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Eating for Everyday Wellness

Can changes in diet stop headaches, fight acne, or help you sleep?
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WebMD Feature

Sure, you know you're supposed to eat well to live a long and healthy life. But what do we really know about how the foods you eat affect how you feel right now? Can red wine give you a headache, does candy make you and the kids spin out of control, and will pizza really make your face break out?

 

Yes and no. Experts say that when it comes to eating for everyday wellness, sometimes the myths about how some foods affect health may be more powerful than the truth.

 

In fact, researchers may never be able to definitively separate the effects of the food from other factors to prove or disprove many of these common myths.

 

Just take sugar, for example.

 

"A lot of people think sugar causes hyperactivity, but it's actually the circumstances in which it's given in large doses like at a fun party, Halloween, or a birthday that causes hyperactivity," says Nelda Mercer, RD, spokeswoman for the American Dietetic Association. "The hyperactivity link simply hasn't been proven."

'Oh My Aching Head'

Many people avoid also certain foods such as chocolate or red wine because they're afraid it's going to give them a headache.

 

However, headache expert Seymour Diamond, MD, director of the Diamond Headache Clinic in Chicago, says several studies have unequivocally shown that there is no link between food and headaches. But that doesn't mean the myth still won't hold true for some people, especially those who suffer from recurring migraine headaches.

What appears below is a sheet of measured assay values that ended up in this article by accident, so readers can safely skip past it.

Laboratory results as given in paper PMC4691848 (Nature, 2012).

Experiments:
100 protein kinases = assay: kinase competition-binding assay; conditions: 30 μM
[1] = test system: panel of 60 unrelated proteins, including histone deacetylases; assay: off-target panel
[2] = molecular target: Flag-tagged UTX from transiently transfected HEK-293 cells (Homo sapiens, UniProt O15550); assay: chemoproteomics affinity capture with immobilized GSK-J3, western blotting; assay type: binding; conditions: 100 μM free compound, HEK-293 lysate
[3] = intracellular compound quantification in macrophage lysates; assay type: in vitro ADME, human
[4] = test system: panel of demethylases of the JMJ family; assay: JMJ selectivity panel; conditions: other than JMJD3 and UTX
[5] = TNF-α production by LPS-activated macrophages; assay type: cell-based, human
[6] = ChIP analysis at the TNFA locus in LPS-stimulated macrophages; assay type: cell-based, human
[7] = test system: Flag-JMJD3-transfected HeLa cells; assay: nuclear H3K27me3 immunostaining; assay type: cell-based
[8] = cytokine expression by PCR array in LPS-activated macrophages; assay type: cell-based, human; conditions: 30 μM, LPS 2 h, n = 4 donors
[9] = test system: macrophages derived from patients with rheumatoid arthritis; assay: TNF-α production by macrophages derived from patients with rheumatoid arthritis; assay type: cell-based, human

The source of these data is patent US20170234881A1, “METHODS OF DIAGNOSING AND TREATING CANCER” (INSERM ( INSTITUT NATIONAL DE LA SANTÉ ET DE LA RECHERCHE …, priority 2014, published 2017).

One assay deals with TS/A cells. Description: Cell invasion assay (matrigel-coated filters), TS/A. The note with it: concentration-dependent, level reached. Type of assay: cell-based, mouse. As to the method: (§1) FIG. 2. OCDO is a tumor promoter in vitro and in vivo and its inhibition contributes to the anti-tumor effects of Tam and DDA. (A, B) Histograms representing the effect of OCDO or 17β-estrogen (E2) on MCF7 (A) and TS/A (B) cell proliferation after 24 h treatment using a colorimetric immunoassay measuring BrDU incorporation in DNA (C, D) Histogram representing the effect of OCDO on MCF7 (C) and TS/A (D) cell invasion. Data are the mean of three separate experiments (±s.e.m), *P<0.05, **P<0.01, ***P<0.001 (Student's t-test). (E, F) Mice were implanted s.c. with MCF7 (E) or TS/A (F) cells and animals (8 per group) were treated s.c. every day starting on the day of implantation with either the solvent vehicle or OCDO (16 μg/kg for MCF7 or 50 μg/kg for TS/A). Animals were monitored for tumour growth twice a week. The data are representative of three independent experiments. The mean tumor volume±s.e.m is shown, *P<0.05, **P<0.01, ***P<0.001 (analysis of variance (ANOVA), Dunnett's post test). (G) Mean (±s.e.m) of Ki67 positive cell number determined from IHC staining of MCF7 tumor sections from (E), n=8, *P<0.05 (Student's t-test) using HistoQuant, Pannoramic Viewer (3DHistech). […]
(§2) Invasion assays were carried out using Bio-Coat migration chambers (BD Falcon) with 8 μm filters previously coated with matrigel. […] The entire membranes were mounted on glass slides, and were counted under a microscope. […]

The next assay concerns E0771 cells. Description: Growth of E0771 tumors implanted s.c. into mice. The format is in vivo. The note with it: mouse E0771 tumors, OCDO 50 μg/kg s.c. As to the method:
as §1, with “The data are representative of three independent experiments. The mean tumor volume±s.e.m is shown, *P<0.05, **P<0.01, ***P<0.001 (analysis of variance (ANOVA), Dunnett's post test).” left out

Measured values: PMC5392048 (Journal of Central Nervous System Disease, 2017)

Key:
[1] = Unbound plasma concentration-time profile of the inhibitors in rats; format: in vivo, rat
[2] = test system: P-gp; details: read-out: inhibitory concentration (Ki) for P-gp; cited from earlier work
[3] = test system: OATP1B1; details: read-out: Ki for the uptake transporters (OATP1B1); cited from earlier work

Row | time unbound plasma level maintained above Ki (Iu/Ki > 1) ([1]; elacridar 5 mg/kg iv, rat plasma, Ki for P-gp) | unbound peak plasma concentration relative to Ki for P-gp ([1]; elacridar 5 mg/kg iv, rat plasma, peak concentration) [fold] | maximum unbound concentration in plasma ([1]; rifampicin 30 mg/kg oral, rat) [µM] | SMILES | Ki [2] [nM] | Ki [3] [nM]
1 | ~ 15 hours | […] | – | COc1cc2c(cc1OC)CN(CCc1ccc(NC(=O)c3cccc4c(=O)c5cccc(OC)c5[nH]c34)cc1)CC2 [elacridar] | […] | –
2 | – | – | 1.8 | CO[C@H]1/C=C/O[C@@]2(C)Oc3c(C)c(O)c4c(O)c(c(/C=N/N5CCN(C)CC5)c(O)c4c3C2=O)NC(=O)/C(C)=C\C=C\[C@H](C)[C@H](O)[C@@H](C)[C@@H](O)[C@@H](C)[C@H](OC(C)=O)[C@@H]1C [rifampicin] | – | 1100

"I've been doing this for almost 40 years, and I believe people. And people routinely tell us about certain foods triggering migraines," Diamond tells WebMD. "But only about 30% of migraineurs are really sensitive to anything."

 

The National Headache Foundation recommends that people who experience recurring headaches keep a diary of foods eaten before migraine attacks to determine any possible food sensitivities. Foods frequently reported as headache triggers include:

 

  • Aged cheeses
  • Foods containing caffeine, such as coffee, tea, soft drinks, and chocolate
  • Anything pickled, fermented, or marinated
  • Processed meats containing nitrates
  • Aspartame (artificial sweetener)

 

Diamond says alcohol can also trigger a headache, as anyone who has suffered a hangover after drinking too much can attest. That's because alcohol causes blood vessels to widen, causes dehydration, and even can decrease your blood sugar, all of which can lead to a headache. In addition, certain drinks that have been aged or processed in a flask or barrel, such as red wine, may also contain certain byproducts that can cause headaches.

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